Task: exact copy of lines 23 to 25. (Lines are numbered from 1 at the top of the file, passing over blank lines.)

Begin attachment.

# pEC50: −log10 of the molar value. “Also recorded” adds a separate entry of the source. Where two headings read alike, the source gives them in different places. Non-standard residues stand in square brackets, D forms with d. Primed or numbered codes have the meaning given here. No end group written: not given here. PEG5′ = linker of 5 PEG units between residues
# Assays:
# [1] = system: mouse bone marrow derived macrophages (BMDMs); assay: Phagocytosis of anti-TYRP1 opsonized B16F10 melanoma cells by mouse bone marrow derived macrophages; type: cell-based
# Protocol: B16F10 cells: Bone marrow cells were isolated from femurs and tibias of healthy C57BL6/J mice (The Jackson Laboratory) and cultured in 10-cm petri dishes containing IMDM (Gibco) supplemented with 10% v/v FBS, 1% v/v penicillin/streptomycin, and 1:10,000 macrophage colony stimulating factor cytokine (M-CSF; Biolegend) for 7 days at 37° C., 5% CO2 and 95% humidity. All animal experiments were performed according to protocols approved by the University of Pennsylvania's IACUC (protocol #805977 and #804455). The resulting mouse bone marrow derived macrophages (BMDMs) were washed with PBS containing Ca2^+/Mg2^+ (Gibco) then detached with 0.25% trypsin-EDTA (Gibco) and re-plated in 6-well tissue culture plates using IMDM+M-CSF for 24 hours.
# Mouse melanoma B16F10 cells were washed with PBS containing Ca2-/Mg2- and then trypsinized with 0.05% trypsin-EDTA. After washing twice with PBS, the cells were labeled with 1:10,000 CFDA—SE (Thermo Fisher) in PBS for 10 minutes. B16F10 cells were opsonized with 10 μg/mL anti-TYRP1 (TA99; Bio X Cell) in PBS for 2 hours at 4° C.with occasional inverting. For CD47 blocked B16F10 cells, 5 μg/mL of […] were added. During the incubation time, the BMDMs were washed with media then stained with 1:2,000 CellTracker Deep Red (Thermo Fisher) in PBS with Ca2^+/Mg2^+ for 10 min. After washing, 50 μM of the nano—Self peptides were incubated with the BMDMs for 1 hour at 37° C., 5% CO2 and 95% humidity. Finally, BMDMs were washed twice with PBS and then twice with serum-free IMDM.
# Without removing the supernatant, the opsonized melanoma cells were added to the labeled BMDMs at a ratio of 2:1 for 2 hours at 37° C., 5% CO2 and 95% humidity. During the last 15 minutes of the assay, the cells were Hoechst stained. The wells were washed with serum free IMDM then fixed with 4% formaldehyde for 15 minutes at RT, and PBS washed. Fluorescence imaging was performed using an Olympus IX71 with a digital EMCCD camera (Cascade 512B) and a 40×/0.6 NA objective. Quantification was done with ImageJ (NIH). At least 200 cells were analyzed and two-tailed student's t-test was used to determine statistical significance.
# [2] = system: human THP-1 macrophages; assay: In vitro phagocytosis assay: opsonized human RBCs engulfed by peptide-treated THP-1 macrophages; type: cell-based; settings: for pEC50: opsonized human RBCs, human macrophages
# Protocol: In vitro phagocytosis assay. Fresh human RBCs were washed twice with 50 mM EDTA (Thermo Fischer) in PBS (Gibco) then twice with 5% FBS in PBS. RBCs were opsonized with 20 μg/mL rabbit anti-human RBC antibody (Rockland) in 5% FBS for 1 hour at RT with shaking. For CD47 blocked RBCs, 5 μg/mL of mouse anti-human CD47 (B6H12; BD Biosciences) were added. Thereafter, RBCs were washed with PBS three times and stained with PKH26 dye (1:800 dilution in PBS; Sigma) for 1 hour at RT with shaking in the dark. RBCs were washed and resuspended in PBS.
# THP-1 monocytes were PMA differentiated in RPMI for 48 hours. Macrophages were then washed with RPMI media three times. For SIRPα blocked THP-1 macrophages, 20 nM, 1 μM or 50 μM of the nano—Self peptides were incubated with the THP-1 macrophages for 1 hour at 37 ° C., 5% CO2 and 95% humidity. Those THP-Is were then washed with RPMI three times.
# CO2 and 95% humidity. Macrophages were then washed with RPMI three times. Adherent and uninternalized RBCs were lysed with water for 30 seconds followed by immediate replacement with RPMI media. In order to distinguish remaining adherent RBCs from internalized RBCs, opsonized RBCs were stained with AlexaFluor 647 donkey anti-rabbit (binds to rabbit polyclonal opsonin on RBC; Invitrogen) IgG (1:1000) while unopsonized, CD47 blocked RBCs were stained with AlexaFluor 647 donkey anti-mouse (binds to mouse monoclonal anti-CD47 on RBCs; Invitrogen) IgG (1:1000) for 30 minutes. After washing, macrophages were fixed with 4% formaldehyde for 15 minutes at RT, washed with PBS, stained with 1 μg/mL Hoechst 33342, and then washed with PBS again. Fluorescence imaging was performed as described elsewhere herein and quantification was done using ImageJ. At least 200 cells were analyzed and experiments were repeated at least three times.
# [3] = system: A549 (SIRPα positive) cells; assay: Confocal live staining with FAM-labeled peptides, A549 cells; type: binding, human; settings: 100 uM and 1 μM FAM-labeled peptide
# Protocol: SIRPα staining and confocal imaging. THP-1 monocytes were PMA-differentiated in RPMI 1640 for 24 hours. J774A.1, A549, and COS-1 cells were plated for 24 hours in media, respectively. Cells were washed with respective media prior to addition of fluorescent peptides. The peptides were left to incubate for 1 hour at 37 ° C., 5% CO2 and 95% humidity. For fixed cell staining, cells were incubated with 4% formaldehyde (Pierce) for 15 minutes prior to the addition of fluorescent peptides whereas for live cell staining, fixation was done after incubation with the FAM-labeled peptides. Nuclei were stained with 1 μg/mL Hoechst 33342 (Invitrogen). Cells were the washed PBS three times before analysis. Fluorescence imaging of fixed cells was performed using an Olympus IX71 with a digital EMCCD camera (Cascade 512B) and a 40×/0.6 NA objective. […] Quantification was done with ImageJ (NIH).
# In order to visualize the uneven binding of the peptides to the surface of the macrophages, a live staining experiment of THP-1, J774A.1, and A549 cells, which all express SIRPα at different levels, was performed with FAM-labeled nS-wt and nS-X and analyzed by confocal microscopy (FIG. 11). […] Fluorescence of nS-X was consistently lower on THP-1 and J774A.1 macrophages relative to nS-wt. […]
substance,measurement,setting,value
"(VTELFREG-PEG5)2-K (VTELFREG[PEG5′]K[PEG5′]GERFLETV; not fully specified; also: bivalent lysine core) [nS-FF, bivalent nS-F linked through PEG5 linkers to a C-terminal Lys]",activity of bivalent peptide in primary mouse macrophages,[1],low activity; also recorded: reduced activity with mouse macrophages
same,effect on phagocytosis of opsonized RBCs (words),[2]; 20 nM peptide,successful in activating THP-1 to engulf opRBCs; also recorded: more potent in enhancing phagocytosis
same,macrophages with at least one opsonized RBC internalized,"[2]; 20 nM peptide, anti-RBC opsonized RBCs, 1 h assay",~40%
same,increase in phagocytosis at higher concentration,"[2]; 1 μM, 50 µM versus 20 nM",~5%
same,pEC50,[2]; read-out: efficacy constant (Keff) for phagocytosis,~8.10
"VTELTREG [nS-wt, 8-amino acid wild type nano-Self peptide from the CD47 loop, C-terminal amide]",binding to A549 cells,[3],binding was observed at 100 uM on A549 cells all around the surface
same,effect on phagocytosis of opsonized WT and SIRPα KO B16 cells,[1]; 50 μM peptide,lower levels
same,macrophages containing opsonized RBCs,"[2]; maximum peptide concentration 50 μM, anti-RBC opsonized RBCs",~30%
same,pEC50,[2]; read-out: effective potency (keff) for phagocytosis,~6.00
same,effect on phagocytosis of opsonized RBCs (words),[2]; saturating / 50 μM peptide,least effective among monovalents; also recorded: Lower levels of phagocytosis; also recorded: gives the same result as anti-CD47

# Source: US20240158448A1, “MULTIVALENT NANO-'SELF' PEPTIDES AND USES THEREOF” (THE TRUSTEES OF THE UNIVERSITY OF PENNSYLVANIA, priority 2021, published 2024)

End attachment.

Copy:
same,pEC50,[2]; read-out: effective potency (keff) for phagocytosis,~6.00
same,effect on phagocytosis of opsonized RBCs (words),[2]; saturating / 50 μM peptide,least effective among monovalents; also recorded: Lower levels of phagocytosis; also recorded: gives the same result as anti-CD47

# Source: US20240158448A1, “MULTIVALENT NANO-'SELF' PEPTIDES AND USES THEREOF” (THE TRUSTEES OF THE UNIVERSITY OF PENNSYLVANIA, priority 2021, published 2024)